In lieu of an abstract, here is a brief excerpt of the content:

5 H.D.’sTrilogy asTransnationalPalimpsest Stein’s (anti)comparative nationalism grows in part out of her plane’s-eye view, the perspective of a traveler who quite literally sees geography from a different and distant perspective or angle of vision. For H.D., who decided to stay in London during World War II and therefore was subjected to England’s restrictions on travel, transnational transportation on this scale was not an option. Indeed, the opening image of Trilogy focuses on the transformations of local conditions under the sign of war: “rails gone, (for guns)” (CP2 509).1 H.D.’s primary reference with “rails” is the British war office’s melting of the wrought-iron fencing around her Knightsbridge neighborhood’s squares and gardens for munitions, which opens up urban geography in new ways. Whatever physical, literal travel H.D. and her speaker could engage in is distinctly local. And yet books—about Egypt and the Mediterranean, in particular— became a form of textual travel that significantly shaped H.D.’s approach to Trilogy. Through H.D.’s reading habits we can observe a clearer line of sight to the work of Ellen Churchill Semple than we can observe with Stein, and yet both writers use forms of environmental determinism as a strategy for testing the limits of nation and, more so in H.D.’s case, of empire as well. This, notably, converges with a paratactic disruption of syntax and narrative that both writers use to test national boundaries and hierarchies. Ellen Churchill Semple’s Geography of the Mediterranean Region: Its Relation to Ancient History, published in 1931, was the labor of two decades of research and travel and the product of dogged determination that allowed her to complete the work despite major health problems (Creese 317). Draw- H.D.’s Trilogy asTransnational Palimpsest | 125 ing heavily upon ancient literary and philosophical texts to illuminate what the geography of the Mediterranean looked like and the larger economic, technological, and cultural dynamics it could reveal, the book’s spatial and historical orientation allowed Semple a joyful return to her early academic roots in classical history. It failed to reach the same degree of prominence among academic geographers compared with her earlier works in part because the intellectual tide in the field had started to turn by the mid-1920s: at least within those academic circles, environmental determinism was by then an outmoded model, and Semple had been fully identified with it. But Geography of the Mediterranean Region was an impressively comprehensive and erudite work of scholarship, particularly in the eyes of academics in the adjacent fields of classics, sociology, and history, and it was an enjoyable , accessible read.2 One contemporary reviewer called it “perhaps the greatest study of the Mediterranean region ever written” (Becker 290). The book’s review history indicates that even beyond its appreciative specialized audiences, there was a receptive set of nonspecialist readers: soon after its publication, reviews began appearing on both sides of the Atlantic in mainstream publications as diverse as the Times Literary Supplement and the Spectator in Britain and the New Republic in America. Even the American Jesuitical weekly magazine America (which has been called the PBS for Catholics) reviewed the book soon after publication.3 The “attractive fashion” of Semple ’s writing (Spectator) no doubt helped to make it suitable for “the general reader at leisure in his armchair” (R.P.L.).4 It is likely that H.D. was among these readers.Her lifelong companion and lover Bryher owned Semple’s Mediterranean Region (Smyers 24), and its publication date of 1931 suggests an immediate relevance to H.D., since it appeared just before her 1932 Hellenic cruise with her daughter Perdita and Alice Modern, which became the subject of her story “Aegina” (Silverstein “Planting the Seeds”; Guest 205). Because Bryher supplied many of the historical and academic texts in preparation for the journey that she and H.D. took to Egypt with H.D.’s mother in 1922, it seems highly plausible that Bryher would have done so with this Hellenic cruise. Though the book has been catalogued by literary historians as a part of Bryher’s library, it would have resided in H.D. and Bryher’s joint library at Kenwin, the Swiss Bauhaus –inspired home that Bryher built for them in 1930–31. 5 Kenwin served as a “bolt-hole,” a home base away from family surveillance and a “point of departure for travel” for Bryher, H.D., and...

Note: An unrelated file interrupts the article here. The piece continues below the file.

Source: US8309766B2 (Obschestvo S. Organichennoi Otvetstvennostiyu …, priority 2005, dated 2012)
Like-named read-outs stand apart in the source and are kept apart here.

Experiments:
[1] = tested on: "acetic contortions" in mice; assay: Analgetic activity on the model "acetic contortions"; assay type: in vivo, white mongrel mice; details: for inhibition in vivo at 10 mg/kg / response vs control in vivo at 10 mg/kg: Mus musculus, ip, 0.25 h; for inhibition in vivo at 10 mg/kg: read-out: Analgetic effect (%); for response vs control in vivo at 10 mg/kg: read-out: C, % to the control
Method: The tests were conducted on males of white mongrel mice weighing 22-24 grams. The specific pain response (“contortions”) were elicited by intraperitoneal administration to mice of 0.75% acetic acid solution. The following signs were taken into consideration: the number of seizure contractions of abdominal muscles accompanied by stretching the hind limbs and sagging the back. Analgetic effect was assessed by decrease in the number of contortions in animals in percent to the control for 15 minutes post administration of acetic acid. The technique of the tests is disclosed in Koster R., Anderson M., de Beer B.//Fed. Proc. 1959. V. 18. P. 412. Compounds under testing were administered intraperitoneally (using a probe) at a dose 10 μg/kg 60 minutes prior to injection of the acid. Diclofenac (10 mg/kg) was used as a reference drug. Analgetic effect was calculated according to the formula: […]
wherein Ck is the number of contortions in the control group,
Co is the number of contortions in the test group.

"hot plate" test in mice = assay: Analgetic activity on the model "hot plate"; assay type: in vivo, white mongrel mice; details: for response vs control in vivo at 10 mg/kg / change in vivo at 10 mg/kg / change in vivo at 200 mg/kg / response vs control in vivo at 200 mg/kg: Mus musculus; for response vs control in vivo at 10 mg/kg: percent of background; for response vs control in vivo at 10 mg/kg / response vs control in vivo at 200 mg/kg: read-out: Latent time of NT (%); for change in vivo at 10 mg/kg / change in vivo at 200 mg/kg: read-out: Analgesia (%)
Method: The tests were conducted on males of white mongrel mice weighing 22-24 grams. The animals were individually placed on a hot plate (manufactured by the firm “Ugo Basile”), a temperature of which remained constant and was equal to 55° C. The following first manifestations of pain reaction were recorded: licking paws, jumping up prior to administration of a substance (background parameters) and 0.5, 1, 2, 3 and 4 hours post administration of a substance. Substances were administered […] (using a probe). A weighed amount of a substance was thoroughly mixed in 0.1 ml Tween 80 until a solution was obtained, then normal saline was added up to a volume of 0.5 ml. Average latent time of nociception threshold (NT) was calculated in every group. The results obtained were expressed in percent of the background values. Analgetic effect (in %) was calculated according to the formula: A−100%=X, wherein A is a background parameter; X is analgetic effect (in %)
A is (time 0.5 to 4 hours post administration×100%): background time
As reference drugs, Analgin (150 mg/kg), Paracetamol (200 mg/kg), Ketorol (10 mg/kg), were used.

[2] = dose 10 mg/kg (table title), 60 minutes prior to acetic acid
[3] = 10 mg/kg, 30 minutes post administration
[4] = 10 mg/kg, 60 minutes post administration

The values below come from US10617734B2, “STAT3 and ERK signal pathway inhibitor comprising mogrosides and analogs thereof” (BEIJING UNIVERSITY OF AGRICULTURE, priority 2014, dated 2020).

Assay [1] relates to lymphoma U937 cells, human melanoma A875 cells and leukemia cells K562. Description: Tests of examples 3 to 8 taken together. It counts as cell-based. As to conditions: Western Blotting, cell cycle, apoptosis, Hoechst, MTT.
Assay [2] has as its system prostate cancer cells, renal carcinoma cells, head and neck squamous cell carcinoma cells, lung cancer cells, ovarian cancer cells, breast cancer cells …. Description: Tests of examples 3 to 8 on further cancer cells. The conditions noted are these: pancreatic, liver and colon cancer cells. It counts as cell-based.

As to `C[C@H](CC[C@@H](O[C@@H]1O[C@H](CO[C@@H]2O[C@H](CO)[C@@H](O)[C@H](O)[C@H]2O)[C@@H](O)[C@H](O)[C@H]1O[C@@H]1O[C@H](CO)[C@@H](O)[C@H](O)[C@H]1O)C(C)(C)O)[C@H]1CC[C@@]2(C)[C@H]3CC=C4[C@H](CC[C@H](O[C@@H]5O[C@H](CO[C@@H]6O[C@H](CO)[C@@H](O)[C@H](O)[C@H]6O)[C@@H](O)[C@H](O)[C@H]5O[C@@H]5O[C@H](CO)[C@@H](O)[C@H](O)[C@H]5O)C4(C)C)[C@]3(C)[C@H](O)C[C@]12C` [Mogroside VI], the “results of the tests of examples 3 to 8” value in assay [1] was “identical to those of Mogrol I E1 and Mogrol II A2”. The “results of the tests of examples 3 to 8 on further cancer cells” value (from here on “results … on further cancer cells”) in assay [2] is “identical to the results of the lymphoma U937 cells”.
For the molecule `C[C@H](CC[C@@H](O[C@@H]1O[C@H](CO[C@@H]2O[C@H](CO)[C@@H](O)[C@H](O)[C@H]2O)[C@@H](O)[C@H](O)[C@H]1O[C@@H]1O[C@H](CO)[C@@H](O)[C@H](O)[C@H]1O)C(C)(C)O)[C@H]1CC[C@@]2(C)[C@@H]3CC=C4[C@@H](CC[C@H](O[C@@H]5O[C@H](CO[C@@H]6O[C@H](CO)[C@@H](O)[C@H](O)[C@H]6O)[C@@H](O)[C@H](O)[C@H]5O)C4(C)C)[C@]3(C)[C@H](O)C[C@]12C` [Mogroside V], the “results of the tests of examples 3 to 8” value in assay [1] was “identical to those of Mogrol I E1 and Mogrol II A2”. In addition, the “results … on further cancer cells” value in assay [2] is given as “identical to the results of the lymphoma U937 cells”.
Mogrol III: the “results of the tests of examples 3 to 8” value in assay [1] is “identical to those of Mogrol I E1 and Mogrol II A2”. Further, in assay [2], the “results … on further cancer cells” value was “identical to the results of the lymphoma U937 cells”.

Additional Information

Related ISBN
MARC Record
Launched on MUSE
Open Access
Back To Top

This website uses cookies to ensure you get the best experience on our website. Without cookies your experience may not be seamless.